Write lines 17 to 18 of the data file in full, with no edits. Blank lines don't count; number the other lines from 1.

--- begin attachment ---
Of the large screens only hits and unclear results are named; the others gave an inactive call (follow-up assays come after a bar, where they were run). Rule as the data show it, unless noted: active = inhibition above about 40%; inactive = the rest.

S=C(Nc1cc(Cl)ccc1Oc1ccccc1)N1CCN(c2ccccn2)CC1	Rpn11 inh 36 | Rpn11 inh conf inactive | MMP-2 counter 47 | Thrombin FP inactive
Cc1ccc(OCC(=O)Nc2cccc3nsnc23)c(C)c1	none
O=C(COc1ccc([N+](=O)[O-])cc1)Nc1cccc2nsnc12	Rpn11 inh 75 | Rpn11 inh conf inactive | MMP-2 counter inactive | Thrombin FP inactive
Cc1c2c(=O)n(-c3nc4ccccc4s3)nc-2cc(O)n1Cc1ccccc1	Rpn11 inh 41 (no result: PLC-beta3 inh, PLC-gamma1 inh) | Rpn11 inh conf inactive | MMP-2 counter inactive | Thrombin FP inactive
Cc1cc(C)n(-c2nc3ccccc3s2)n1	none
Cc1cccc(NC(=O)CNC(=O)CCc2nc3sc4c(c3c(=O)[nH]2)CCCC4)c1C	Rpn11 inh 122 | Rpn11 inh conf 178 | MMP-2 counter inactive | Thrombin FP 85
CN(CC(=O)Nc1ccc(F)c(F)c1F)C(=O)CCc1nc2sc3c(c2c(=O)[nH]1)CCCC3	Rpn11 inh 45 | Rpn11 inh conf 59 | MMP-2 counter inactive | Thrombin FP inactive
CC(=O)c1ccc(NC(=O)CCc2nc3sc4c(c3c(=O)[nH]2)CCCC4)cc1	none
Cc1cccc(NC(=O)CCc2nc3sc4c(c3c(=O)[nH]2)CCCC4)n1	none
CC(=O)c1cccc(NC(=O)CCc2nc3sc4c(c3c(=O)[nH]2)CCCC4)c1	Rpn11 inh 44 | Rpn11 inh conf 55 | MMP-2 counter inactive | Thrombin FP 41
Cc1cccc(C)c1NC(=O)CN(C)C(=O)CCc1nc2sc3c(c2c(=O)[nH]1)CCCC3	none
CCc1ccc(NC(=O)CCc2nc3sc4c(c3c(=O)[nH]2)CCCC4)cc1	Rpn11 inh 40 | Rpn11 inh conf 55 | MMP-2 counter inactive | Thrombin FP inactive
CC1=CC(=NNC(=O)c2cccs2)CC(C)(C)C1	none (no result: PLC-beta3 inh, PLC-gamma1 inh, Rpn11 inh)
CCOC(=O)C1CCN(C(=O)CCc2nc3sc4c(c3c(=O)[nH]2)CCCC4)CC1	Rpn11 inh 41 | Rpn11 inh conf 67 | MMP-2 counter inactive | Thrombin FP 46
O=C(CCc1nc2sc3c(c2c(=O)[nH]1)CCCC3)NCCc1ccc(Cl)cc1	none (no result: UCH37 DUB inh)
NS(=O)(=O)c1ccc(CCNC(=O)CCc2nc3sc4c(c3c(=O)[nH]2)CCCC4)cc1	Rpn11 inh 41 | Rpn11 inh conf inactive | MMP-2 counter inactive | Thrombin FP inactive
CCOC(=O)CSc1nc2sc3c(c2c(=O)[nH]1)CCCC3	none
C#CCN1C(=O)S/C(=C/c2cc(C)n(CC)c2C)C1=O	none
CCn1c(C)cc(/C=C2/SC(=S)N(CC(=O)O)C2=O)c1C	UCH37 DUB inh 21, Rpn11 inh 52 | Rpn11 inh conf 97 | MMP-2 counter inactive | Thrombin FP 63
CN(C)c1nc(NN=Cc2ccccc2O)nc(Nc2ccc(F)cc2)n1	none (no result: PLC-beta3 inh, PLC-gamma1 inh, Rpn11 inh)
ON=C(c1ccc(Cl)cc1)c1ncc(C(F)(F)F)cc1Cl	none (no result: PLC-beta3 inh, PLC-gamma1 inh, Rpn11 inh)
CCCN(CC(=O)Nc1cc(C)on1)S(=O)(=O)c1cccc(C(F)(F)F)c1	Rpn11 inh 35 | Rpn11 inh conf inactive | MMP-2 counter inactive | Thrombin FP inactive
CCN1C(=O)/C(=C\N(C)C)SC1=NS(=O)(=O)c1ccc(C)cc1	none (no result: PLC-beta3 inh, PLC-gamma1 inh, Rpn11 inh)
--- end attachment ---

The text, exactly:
NS(=O)(=O)c1ccc(CCNC(=O)CCc2nc3sc4c(c3c(=O)[nH]2)CCCC4)cc1	Rpn11 inh 41 | Rpn11 inh conf inactive | MMP-2 counter inactive | Thrombin FP inactive
CCOC(=O)CSc1nc2sc3c(c2c(=O)[nH]1)CCCC3	none